Barriers to adoption of the surgical resident skills curriculum of the American College of Surgeons/Association of Program Directors in Surgery

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Abstract

Background.

The American College of Surgeons (ACS) and the Association of Program Directors in Surgery (APDS) jointly developed a standardized skills curriculum for surgical residents. This program was intended to be affordable, reproducible, reliable, and proficiency-based. Some experts have proposed mandating that all residency programs implement the curriculum. Although general surgery program directors have supported uniformly the use of simulation in training, one third of general surgery residencies have no simulation curricula. Our goal was to identify barriers to the implementation of the ACS/APDS curriculum.

Methods.

The ACS/APDS skills curriculum was analyzed on the basis of the ACS website. All materials listed in each module in all 3 phases were tabulated. Supply costs per resident were calculated along with the time requirements for each.

Results.

The approximate cost per resident for supplies to complete the entire ACS/APDS skills curriculum exceeds $30,000. The initial cost for the development of our surgery learning center was $4.5 million. Capital equipment and instruments were an additional cost. Time to complete the program was 90 h for each resident, with additional time commitments by surgery faculty, simulation center staff, educational development staff, and veterinary staff. Simulation staffing costs were $22,107.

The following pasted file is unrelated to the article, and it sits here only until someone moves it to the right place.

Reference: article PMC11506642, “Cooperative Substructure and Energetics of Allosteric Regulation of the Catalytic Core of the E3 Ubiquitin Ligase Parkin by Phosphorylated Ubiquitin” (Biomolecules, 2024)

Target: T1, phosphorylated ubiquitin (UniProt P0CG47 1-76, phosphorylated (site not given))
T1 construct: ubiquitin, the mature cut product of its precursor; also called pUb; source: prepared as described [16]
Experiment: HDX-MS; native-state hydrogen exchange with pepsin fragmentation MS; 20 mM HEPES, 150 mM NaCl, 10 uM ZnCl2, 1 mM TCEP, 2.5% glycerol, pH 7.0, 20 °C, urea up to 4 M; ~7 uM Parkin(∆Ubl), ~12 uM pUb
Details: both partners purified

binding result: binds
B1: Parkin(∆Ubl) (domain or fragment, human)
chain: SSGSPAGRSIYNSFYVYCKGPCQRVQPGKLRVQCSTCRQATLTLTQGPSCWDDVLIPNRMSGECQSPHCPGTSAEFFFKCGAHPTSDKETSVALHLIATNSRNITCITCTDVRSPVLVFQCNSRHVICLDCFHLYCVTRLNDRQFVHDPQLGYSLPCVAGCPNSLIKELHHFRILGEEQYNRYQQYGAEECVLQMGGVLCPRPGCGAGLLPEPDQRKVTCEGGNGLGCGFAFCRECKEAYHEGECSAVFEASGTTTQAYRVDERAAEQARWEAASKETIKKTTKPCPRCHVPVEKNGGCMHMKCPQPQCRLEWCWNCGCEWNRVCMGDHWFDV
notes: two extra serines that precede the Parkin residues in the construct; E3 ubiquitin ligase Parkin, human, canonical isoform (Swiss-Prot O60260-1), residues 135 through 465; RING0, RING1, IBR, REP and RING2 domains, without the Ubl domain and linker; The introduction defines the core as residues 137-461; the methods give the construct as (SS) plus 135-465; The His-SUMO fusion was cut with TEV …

Conclusion.

The ACS/APDS skills curriculum has a substantial resource commitment associated with its implementation. These capital, instrument, and personnel costs present a major challenge to residency programs that want to adopt this program. Faculty participation in the program poses an additional logistic challenge. Last, resident involvement must be scheduled within the 80-h work-week limit, impacting resident availability for their obligations of patient care. Re-examination of the scope and complexity appears warranted, along with development of low-fidelity substitutions for the proposed modules as well as opportunities for resource-sharing.

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